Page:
Exploring Tools 2
How do we know what things on the nanoscale look like? If they are so small that a regular microscope can’t help us to view them, how can we see them? Another demonstration to show how scientists use many tools is to use our senses in a different way.
- Two people (one should be an adult)
- An object that can be held/touched safely
- Paper and a sharpened pencil
- Optional: a box in which to place the object so that it is only seen by the first person
What you’ll do:
- Set up in a place where the object can be drawn on the paper, like a desk or a table.
- Have an adult retrieve an object that the second person won’t see.
- With one hand, the second person only touches the object (no peeking!) and uses the other hand to draw what is felt.
- When the drawing is finished, look at the object. How well does the drawing match what is seen? Are there any parts missing from the drawing?
While one hand was touching the object and the other hand was drawing, you modeled a “scanning probe microscope” or SPM. This type of microscope moves a super pointy and sharp tip (your hand) to move across the nano object and the computer program translates the information into a picture (your drawing.) There are some details that may be missing from the imaging but this tool was a breakthrough for nanotechnology scientists. It allows them to create images of individual atoms, which allows scientists to study and manipulate the atoms.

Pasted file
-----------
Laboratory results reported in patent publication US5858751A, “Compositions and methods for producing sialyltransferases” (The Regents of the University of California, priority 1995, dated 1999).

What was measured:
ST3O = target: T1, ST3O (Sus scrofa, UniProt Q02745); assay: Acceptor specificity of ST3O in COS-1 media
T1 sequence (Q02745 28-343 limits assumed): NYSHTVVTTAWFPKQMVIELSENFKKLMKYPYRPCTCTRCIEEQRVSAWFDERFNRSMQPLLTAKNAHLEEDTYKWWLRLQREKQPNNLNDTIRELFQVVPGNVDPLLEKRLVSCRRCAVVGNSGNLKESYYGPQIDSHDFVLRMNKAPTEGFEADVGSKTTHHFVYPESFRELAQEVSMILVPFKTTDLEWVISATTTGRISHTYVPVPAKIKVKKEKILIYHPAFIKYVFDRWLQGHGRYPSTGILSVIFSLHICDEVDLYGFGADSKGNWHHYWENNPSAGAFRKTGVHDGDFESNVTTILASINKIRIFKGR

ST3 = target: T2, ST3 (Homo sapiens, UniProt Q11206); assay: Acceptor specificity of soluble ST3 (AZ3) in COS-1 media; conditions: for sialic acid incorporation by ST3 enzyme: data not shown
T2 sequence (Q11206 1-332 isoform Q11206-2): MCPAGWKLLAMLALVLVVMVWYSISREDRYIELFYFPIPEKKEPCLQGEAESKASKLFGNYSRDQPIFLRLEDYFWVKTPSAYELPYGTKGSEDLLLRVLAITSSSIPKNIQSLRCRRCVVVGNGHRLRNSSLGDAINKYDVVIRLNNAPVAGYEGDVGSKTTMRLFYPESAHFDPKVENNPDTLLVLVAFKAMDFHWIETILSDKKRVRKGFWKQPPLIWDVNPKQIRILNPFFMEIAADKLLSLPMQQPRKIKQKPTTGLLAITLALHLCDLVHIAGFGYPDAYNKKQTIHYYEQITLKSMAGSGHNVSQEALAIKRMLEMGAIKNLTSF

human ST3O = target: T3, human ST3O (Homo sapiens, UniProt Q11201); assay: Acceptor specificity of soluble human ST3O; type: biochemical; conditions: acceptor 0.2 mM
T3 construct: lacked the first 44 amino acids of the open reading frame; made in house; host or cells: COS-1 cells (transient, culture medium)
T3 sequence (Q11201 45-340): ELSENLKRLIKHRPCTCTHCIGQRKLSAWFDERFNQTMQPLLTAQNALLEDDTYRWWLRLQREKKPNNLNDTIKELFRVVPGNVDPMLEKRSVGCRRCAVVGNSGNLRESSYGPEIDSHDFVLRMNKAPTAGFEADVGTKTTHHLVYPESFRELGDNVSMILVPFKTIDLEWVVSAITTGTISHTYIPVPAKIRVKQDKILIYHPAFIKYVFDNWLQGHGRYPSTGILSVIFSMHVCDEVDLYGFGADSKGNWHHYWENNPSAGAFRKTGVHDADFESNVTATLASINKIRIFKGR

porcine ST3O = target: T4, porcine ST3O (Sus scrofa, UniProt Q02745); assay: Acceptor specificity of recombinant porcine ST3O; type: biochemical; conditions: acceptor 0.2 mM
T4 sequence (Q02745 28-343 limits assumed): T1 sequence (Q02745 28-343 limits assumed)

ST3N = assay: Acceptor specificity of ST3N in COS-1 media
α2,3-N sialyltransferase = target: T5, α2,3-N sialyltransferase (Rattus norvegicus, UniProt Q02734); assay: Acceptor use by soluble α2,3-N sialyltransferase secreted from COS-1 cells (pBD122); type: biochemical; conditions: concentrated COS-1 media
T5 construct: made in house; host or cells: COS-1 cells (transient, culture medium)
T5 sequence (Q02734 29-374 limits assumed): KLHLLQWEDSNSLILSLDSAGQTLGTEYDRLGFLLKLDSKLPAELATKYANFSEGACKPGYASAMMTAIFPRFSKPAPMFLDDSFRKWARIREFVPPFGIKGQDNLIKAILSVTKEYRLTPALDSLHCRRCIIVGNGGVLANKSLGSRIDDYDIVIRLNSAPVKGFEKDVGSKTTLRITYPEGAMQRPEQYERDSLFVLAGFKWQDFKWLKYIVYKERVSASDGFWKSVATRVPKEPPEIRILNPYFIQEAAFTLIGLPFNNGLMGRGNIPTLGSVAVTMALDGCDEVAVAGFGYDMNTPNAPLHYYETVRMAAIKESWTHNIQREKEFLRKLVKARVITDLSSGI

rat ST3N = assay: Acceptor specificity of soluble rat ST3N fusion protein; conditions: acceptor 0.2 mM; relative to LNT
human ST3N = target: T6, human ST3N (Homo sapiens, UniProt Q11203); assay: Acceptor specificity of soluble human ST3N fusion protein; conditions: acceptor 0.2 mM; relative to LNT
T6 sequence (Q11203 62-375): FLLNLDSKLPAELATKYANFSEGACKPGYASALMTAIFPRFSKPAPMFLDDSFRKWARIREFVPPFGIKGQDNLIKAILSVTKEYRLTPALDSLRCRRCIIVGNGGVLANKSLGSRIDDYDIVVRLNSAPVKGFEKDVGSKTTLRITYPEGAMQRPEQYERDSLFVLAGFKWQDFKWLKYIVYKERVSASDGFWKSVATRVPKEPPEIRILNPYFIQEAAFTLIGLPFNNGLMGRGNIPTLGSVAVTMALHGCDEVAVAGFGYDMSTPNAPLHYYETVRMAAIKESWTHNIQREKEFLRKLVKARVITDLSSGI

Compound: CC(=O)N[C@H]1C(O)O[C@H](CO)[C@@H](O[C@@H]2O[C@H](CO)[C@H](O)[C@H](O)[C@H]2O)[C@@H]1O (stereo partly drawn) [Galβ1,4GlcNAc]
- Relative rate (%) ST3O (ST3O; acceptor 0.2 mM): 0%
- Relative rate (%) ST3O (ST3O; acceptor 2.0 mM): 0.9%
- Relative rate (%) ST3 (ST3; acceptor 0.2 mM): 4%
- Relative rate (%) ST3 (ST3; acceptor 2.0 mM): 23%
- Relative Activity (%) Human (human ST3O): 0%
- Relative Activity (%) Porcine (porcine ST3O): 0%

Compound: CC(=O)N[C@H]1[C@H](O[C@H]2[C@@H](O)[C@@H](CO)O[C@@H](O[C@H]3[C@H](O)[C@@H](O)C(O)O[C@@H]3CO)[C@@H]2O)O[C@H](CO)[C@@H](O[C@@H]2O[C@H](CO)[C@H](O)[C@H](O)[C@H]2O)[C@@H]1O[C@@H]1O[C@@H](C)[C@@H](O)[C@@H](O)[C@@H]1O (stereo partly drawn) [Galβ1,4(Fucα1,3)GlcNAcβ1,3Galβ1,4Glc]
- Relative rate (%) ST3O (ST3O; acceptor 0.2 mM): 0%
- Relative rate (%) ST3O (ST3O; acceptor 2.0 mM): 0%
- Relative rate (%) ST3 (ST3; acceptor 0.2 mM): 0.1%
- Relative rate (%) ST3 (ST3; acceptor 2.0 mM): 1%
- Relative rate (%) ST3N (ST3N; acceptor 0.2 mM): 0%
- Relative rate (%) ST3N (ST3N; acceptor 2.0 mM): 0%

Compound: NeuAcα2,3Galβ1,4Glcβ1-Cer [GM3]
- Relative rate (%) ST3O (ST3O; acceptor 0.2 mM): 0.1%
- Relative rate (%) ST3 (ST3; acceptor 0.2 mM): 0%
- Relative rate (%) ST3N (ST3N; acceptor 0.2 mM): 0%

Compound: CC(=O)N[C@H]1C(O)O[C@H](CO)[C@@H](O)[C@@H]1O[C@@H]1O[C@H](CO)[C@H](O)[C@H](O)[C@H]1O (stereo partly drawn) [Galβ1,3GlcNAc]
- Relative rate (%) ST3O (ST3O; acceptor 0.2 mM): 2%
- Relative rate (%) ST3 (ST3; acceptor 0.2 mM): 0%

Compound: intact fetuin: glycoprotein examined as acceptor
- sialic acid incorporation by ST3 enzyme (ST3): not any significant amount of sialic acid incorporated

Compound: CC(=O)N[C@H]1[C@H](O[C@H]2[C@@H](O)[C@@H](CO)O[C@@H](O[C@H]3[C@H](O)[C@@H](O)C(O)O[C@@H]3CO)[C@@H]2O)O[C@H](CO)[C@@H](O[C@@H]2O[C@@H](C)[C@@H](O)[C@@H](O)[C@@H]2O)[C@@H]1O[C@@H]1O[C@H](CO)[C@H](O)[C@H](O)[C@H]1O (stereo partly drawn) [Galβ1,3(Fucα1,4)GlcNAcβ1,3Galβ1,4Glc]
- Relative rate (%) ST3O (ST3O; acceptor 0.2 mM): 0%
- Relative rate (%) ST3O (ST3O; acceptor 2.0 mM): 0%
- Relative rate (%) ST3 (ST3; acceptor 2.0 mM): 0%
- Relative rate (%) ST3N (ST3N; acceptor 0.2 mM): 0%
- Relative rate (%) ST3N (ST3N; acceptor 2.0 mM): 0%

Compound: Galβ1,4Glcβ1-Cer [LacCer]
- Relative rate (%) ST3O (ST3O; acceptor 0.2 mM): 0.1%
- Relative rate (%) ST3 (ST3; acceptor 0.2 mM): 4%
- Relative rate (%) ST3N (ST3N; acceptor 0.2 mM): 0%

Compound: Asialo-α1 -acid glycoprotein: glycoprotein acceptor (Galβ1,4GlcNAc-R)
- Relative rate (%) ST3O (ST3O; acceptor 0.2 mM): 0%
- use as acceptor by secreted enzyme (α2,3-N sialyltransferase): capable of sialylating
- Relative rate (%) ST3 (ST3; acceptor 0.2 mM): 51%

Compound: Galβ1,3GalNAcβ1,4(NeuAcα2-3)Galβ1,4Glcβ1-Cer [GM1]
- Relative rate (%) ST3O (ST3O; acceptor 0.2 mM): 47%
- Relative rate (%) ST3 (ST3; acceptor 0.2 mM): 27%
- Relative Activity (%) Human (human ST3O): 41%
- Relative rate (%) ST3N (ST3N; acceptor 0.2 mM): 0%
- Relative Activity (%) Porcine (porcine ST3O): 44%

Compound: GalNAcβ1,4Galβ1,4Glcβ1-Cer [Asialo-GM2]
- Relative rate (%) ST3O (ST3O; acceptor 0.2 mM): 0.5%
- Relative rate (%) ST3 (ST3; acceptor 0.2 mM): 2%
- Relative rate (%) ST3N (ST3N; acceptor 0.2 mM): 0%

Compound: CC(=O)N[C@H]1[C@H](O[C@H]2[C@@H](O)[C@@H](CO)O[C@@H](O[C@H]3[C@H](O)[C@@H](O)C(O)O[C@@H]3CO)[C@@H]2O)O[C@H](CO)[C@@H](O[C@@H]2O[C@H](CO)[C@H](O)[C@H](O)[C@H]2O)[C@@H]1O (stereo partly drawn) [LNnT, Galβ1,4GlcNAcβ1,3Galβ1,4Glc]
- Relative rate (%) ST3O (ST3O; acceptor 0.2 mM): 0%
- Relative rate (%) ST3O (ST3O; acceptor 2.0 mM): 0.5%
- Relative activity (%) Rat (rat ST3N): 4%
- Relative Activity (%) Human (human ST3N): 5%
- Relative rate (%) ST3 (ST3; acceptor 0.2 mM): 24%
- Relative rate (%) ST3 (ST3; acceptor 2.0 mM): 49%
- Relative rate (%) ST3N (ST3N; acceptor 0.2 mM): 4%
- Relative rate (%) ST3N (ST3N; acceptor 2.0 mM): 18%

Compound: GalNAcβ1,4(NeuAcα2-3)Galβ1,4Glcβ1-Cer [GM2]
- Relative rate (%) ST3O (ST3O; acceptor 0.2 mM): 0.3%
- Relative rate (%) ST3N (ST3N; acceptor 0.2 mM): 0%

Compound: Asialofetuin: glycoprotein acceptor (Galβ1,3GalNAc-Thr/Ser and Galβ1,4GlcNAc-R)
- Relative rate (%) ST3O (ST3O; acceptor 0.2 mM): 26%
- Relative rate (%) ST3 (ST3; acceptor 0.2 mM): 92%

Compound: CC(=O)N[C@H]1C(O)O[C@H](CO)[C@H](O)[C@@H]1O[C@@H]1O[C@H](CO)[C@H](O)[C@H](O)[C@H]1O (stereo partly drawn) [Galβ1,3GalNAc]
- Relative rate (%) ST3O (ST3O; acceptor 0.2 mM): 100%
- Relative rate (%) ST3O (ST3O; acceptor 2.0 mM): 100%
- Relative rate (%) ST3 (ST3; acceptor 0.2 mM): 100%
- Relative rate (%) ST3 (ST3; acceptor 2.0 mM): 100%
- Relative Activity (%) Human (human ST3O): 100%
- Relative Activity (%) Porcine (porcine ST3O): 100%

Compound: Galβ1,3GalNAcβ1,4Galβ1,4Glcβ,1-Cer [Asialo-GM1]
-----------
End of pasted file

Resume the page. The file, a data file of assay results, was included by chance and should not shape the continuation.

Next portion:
Check out this video from the University of Wisconsin for further information on this type of microscope.